The Confederate States of America (also called the Confederacy, the Confederate States, and the CSA) was the government set up from 1861 to 1865 by eleven southern slave states (South Carolina, Mississippi, Florida, Alabama, Georgia, Louisiana, Texas, Virginia, Arkansas, Tennessee and North Carolina) of the United States of America that had declared their secession from the U.S. The Confederacy was eventually defeated in the American Civil War against the Union.
By 1860, sectional disagreements between the American North and South revolved primarily around the maintenance or expansion of slavery, which the slave states were economically dependent upon slave labor to continue running their agrarian economy. Issues over slavery in the west escalated that resulted the slave states to secede from the United States and declared its independence to form the Confederate States of America.
The existence of the Confederacy causes tension between itself and the United States. Hostilities between the Confederacy and the Union began on April 12, 1861 when Confederate military forces attacked a Union military installation at Fort Sumter in South Carolina. Initially the Confederacy saw some military successes on land until the tide against them that led to its defeat and dissolution in April 9, 1865.
The former Confederate states fell under Union occupation during the Reconstruction. However, tensions still remain between North and South following the assassination of U.S. President Abraham Lincoln and criticisms of Lincoln's successor Andrew Johnson by the Radical Republicans. In 1868, Andrew Johnson was impeached and succeeded by Radical Republican Benjamin Wade. Under Wade, the Wade-Davis Bill was passed, leading to increased tensions between the northern and southern states, as the Radical Republican-dominated government strongly condemned the former Confederacy. This provoked a hostile response from the South, which pro-Confederates call themselves the "Redeemers". Reactions to the South from the American public at that time believed that the Southerners wasn't apologetic for the "War on Treason" (in which the civil war was called by the Union), and attempts at reconciliation with the South especially under President Ulysses S. Grant fell null.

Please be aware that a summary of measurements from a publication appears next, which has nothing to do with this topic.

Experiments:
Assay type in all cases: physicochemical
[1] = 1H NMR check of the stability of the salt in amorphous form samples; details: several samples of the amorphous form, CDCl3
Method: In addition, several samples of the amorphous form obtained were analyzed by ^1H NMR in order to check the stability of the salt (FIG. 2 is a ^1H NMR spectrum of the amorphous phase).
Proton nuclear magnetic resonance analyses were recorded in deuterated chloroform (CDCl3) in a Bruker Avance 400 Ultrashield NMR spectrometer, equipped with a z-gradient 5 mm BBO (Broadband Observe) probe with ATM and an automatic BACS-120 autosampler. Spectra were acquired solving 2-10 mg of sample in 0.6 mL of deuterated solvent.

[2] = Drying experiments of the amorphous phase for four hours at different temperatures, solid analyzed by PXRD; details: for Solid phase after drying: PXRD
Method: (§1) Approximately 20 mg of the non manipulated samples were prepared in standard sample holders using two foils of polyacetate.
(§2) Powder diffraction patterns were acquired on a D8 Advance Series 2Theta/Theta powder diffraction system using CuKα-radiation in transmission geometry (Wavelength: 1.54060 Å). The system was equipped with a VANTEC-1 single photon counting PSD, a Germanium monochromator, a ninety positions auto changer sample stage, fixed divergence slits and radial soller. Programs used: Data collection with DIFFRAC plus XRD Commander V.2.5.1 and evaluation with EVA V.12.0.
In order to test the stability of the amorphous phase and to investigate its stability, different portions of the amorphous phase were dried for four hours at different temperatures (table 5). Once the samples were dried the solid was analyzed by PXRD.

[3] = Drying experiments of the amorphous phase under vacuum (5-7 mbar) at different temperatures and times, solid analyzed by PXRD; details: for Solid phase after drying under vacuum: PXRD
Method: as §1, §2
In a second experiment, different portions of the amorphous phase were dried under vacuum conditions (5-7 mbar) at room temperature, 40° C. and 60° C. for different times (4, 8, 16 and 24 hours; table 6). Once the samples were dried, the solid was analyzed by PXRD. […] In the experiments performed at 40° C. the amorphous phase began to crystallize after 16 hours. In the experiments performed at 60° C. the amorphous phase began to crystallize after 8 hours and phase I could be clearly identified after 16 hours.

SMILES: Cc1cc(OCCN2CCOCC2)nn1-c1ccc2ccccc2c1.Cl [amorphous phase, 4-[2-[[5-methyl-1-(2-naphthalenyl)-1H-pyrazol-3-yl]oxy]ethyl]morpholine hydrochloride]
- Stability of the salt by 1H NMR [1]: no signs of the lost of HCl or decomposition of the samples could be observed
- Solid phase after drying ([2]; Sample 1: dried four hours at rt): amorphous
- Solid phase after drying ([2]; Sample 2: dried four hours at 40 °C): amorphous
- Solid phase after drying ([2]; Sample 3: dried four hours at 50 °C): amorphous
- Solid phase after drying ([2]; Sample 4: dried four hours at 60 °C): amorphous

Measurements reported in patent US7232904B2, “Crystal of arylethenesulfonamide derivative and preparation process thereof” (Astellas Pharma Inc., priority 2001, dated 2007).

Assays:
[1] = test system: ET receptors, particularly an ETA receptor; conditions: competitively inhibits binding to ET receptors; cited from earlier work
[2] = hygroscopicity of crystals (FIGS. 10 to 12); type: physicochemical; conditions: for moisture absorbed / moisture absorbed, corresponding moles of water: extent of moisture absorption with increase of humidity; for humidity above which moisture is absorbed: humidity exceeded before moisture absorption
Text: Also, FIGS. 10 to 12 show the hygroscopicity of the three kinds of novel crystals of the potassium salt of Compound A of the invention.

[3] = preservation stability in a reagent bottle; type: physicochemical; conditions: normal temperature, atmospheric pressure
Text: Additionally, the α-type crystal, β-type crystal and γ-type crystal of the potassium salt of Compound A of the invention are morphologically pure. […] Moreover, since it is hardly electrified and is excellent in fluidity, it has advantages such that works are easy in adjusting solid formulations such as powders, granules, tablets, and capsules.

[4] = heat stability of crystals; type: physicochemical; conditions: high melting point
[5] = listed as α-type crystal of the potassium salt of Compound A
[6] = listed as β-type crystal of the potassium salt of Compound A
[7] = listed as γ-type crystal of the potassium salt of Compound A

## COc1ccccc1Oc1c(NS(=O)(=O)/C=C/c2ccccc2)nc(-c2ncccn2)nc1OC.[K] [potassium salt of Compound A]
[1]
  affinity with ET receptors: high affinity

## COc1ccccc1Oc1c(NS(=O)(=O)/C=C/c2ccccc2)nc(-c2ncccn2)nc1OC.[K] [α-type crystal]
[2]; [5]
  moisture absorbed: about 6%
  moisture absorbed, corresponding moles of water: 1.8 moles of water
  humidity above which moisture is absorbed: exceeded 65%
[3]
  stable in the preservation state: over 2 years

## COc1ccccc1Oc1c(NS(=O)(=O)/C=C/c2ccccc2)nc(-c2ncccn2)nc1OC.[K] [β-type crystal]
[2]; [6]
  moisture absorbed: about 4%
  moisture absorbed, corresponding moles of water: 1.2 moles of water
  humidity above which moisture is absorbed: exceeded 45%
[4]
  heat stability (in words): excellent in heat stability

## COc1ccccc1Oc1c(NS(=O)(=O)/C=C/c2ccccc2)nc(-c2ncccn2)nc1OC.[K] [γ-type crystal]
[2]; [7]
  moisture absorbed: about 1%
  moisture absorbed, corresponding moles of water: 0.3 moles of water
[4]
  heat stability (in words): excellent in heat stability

For the next two decades, the Redeemers underwent a war of insurgency. By the time of Schuyler Colfax's presidency and that ideas of amending with the South were forgone, the Colfax administration resorted to declaring conventional war and a series of counter-guerrilla operations in eliminating Confederate influence from the Southern government. By 1881, all the former Confederate states were readmitted to the Union with South Carolina, the first state to secede from the Union, came last.
From a political and cultural context, the CSA was widely regarded by the U.S. and its successor state the Coalition of Western Republics with revile and contempt, treating the Confederacy as traitors to the Union. Despite the end of the Confederacy, former Confederate elements persists its animosity toward the U.S. government - especially among them was the terrorist Ku Klux Klan organization - and later the Coalition for over a millenia. Many Southern and Confederate sympathiziers retreated to South America to escape Imperialist America before many of these groups were forcefully exiled to Neu Stuttgart IV, where they founded the Grand Duchy of New Carolina.